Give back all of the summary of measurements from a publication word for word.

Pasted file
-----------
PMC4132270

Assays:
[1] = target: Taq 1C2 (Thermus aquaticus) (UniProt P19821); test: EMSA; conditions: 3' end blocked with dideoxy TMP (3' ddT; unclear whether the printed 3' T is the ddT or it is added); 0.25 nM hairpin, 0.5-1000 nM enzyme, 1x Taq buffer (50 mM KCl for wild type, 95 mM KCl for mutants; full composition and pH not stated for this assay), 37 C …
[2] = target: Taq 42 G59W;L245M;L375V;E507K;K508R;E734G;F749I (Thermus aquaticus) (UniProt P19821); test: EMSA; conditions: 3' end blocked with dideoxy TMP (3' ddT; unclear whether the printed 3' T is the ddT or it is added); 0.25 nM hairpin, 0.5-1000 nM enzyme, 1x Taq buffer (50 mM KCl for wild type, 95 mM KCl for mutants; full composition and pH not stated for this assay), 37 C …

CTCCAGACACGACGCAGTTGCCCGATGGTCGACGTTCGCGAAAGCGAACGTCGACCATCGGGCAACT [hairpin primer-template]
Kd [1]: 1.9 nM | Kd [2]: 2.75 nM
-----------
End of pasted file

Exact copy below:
PMC4132270

Assays:
[1] = target: Taq 1C2 (Thermus aquaticus) (UniProt P19821); test: EMSA; conditions: 3' end blocked with dideoxy TMP (3' ddT; unclear whether the printed 3' T is the ddT or it is added); 0.25 nM hairpin, 0.5-1000 nM enzyme, 1x Taq buffer (50 mM KCl for wild type, 95 mM KCl for mutants; full composition and pH not stated for this assay), 37 C …
[2] = target: Taq 42 G59W;L245M;L375V;E507K;K508R;E734G;F749I (Thermus aquaticus) (UniProt P19821); test: EMSA; conditions: 3' end blocked with dideoxy TMP (3' ddT; unclear whether the printed 3' T is the ddT or it is added); 0.25 nM hairpin, 0.5-1000 nM enzyme, 1x Taq buffer (50 mM KCl for wild type, 95 mM KCl for mutants; full composition and pH not stated for this assay), 37 C …

CTCCAGACACGACGCAGTTGCCCGATGGTCGACGTTCGCGAAAGCGAACGTCGACCATCGGGCAACT [hairpin primer-template]
Kd [1]: 1.9 nM | Kd [2]: 2.75 nM